1. Enable TDE by executing the following script:
ALTER DATABASE mssqltips_tde
SELECT [name], is_encrypted FROM sys.databases

SSL Configuration in SQL Server

Microsoft SQL Server can use Secure Sockets Layer (SSL) to encrypt data that is transmitted across a network between an instance of SQL Server and a client application. Enabling SSL encryption increases the security of data transmitted across networks between instances of SQL Server and applications.
 To Configure SSL for SQL Server:
 Install a certificate in the Windows certificate store of the server computer.
  1. Click Start, in the Microsoft SQL Server program group, point to Configuration Tools, and then click SQL Server Configuration Manager.
  2. Expand SQL Server Network Configuration, right-click the protocols for the server you want, and then click Properties.
  3. On the Certificate tab, configure the Database Engine to use the certificate.
  4. On the Flags tab, view or specify the protocol encryption option. The login packet will always be encrypted.
  • When the ForceEncryption option for the Database Engine is set to Yes, all client/server communication is encrypted and clients that cannot support encryption are denied access.
  • When the ForceEncryption option for the Database Engine is set to No, encryption can be requested by the client application but is not required.
  1. Restart SQL Server after you change the ForceEncryption setting.

6. Reduce the Potential Attack Surface

Attack Surface refers to the potential entrances for attack. It's advisable only to enable the features that are essential for any given database.
SQL Server comes with several features that administrators can choose to install during the installation process:
  • Database Engine
  • Reporting Services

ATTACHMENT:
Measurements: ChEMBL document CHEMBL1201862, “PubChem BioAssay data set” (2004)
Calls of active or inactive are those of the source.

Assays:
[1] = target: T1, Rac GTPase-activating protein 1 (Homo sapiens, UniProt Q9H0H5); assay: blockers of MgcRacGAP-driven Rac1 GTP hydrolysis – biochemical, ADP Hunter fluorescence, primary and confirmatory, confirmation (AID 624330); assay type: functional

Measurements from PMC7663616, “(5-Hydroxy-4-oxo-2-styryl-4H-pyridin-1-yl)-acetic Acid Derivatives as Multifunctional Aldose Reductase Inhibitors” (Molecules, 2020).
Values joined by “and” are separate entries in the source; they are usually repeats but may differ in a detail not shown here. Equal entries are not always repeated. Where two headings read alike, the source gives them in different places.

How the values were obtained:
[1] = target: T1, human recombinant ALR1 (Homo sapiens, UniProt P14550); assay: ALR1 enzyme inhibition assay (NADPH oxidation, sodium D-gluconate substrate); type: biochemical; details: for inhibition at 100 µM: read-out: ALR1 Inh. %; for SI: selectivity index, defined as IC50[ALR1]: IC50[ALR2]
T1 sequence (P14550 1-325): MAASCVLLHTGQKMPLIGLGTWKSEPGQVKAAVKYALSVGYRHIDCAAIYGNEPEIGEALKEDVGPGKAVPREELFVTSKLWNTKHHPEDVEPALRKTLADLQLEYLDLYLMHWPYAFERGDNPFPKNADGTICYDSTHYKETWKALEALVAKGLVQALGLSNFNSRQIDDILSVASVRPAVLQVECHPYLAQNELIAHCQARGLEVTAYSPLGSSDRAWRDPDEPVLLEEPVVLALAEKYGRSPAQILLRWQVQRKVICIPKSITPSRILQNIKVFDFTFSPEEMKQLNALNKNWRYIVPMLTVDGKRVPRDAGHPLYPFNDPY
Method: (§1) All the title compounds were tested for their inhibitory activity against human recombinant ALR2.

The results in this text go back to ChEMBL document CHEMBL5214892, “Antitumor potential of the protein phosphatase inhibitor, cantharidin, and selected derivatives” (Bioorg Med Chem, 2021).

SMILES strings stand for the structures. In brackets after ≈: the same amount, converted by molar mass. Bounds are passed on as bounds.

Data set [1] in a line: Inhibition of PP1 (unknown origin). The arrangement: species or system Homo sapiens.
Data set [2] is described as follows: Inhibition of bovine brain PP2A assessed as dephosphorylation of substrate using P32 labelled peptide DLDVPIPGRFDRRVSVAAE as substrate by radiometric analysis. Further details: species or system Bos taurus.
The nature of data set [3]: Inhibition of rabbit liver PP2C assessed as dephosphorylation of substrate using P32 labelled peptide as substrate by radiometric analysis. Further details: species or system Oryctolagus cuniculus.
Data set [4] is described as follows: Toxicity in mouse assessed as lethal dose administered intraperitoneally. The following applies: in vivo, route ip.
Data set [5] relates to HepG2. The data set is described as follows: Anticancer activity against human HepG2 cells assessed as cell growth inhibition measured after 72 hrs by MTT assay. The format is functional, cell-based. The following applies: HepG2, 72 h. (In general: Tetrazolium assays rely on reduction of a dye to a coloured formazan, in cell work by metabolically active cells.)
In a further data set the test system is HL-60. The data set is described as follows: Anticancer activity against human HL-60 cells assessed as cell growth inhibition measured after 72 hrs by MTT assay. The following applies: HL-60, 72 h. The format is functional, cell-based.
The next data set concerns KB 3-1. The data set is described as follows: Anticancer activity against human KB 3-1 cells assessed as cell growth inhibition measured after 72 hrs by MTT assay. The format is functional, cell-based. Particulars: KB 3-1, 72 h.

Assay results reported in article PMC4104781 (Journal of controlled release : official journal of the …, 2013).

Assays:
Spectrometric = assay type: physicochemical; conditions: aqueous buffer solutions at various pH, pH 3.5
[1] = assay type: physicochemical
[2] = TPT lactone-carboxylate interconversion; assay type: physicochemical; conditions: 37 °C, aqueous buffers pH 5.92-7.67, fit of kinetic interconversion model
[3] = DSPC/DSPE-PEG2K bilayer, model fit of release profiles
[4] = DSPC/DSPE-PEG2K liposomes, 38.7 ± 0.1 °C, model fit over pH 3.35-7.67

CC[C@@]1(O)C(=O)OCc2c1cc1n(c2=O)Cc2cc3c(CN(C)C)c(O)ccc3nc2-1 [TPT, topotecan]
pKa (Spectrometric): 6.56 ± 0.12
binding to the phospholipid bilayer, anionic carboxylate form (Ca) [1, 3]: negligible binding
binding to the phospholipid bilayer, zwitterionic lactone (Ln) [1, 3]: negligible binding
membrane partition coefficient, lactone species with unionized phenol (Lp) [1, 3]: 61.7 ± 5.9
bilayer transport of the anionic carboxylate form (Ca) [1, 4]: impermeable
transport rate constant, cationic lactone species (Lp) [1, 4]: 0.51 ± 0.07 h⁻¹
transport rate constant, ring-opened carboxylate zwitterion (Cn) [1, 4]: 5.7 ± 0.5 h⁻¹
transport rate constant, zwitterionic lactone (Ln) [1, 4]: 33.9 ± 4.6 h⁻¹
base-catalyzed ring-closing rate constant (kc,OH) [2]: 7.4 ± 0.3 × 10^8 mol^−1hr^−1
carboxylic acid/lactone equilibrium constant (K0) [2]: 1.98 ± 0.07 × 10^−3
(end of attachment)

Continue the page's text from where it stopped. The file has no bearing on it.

• Integration Services
  • Analysis Services Engine
  • Notification Services
  • Documentation and Samples (Sample databases & codes)
Analyze your needs and install only the features you need.

Surface Area Reduction Practices

  • Use the Surface Area Configuration Tool or sp_configure as described below.
  • Do not install sample databases and sample codes on SQL servers in the production environment.
  • Use only development and test environments for sample databases and sample code on SQL servers.
  • Use the Configuration tools such as sp_configure or SQL Server Surface Area Configuration tool (described below) to enable only needed features.
  • When upgrading from SQL Server 2000 to 2005 and higher, review the configuration settings and turn off features such as the xp_cmdshell. The upgrade process does not change these settings by default.
  • Turn off unnecessary services by setting them to disabled or manual startup.
  • Disable unneeded system stored procedures as described below
  • Use SQL Server Surface Area Configuration to enforce a standard policy for extended procedure usage.
  • Document each exception to the standard policy.
  • Do not remove the system stored procedures by dropping them.
  • Do not DENY all users/administrators access to the extended procedures.
SQL Server Surface Area Configuration Tool
SQL Server 2012 contains configuration tools such as a system stored procedure calledsp_configure and the SQL Server Surface Area Configuration tool (for services and features). These tools make it easier to enable and disable optional features. Typically the features are disabled by default.
Following are the features that can be enabled using the tool:
  • xp_cmdshell
  • SQL Server Web Assistant
  • CLR Integration
  • Ad hoc remote queries (the OPENROWSET and OPENDATASOURCE functions)